Title

Earthworm effects on the incorporation of litter C and N into soil organic matter in a sugar maple forest

Authors

Authors

T. J. Fahey; J. B. Yavitt; R. E. Sherman; J. C. Maerz; P. M. Groffman; M. C. Fisk;P. J. Bohlen

Comments

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Abbreviated Journal Title

Ecol. Appl.

Keywords

aggregate; C:N ratio; decomposition; litter; Lumbricus; stoichiometry; CENTRAL NEW-YORK; TEMPERATE HARDWOOD FOREST; OLD-GROWTH FOREST; LUMBRICUS-TERRESTRIS; NITROGEN DEPOSITION; NORTHEASTERN FORESTS; MICROBIAL BIOMASS; EXOTIC EARTHWORMS; DECIDUOUS FOREST; CARBON DYNAMICS; Ecology; Environmental Sciences

Abstract

To examine the mechanisms of earthworm effects on forest soil C and N, we double-labeled leaf litter with C-13 and N-15, applied it to sugar maple forest plots with and without earthworms, and traced isotopes into soil pools. The experimental design included forest plots with different earthworm community composition (dominated by Lumbricus terrestris or L. rubellus). Soil carbon pools were 37% lower in earthworm-invaded plots largely because of the elimination of the forest floor horizons, and mineral soil C:N was lower in earthworm plots despite the mixing of high C:N organic matter into soil by earthworms. Litter disappearance over the first winter-spring was highest in the L. terrestris (T) plots, but during the warm season, rapid loss of litter was observed in both L. rubellus (R) and T plots. After two years, 22.0% +/- 5.4% of C-13 released from litter was recovered in soil with no significant differences among plots. Total recovery of added C-13 (decaying litter plus soil) was much higher in no-worm (NW) plots (61-68%) than in R and T plots (20-29%) as much of the litter remained in the former whereas it had disappeared in the latter. Much higher percentage recovery of N-15 than C-13 was observed, with significantly lower values for T than R and NW plots. Higher overwinter earthworm activity in T plots contributed to lower soil N recovery. In earthworm-invaded plots isotope enrichment was highest in macroaggregates and microaggregates whereas in NW plots silt plus clay fractions were most enriched. The net effect of litter mixing and priming of recalcitrant soil organic matter (SOM), stabilization of SOM in soil aggregates, and alteration of the soil microbial community by earthworm activity results in loss of SOM and lowering of the C:N ratio. We suggest that earthworm stoichiometry plays a fundamental role in regulating C and N dynamics of forest SOM.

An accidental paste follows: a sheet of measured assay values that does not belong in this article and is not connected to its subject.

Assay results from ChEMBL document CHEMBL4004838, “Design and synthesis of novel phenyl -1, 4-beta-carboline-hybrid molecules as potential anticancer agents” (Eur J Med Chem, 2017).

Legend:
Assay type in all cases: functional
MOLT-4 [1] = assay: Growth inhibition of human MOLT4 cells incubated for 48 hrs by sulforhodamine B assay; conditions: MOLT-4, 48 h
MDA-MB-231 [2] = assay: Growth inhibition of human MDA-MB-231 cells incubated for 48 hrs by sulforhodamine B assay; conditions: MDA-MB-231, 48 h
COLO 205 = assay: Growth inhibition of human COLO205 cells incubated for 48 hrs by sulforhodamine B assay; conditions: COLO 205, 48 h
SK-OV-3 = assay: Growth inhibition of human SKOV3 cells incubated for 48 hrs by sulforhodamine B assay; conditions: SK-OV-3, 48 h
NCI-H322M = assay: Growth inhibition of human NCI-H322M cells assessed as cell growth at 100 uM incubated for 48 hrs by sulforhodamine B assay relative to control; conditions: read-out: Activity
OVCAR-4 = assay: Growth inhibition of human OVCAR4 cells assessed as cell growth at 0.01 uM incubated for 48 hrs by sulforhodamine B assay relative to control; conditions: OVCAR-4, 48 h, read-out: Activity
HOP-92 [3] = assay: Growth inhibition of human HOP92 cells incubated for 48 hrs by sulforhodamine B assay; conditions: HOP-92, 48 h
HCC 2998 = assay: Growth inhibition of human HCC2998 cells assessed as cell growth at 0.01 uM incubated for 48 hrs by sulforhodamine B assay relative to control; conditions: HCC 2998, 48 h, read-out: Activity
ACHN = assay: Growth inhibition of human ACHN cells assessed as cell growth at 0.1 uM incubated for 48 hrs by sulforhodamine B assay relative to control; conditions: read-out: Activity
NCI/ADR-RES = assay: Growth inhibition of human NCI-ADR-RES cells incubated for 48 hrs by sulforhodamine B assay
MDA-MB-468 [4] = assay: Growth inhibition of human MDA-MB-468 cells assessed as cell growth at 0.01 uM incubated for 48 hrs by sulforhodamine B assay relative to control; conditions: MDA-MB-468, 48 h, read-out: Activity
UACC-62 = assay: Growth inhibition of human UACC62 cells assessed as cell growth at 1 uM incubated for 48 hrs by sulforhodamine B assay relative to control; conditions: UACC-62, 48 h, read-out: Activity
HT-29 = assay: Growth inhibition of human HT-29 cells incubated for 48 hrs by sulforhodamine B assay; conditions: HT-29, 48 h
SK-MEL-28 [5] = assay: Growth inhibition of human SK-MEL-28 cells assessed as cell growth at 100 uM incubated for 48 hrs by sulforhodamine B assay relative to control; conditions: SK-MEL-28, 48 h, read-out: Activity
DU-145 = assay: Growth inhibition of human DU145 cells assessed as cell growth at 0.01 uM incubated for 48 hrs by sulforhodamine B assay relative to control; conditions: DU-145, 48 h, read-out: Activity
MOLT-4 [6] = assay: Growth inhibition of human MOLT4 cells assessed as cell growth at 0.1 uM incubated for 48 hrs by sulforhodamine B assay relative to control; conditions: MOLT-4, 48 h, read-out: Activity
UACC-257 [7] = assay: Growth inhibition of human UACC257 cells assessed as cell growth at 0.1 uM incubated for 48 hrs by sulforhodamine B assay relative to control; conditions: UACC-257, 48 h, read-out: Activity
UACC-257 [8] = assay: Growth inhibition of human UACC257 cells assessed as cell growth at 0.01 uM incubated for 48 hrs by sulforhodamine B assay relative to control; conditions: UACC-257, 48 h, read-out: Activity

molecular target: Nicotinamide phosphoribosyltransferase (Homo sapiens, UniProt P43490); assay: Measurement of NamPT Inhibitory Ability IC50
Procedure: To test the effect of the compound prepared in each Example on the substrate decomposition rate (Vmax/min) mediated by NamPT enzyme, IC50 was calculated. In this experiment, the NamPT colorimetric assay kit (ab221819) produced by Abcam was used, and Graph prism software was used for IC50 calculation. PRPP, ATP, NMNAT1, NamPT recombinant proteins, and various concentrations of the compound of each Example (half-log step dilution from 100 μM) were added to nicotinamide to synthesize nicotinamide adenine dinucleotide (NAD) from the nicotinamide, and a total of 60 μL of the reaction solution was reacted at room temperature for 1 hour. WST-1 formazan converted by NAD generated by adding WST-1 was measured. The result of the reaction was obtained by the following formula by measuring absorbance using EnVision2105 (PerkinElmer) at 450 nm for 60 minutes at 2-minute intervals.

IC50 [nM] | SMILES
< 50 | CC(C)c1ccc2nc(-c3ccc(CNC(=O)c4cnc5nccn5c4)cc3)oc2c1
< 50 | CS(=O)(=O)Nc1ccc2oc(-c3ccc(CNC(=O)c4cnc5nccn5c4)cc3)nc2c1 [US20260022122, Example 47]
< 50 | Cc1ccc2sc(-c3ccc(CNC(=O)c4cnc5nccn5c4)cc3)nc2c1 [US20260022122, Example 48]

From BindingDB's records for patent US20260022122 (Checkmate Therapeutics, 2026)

Journal Title

Ecological Applications

Volume

23

Issue/Number

5

Publication Date

1-1-2013

Document Type

Article

Language

English

First Page

1185

Last Page

1201

WOS Identifier

WOS:000321489100018

ISSN

1051-0761

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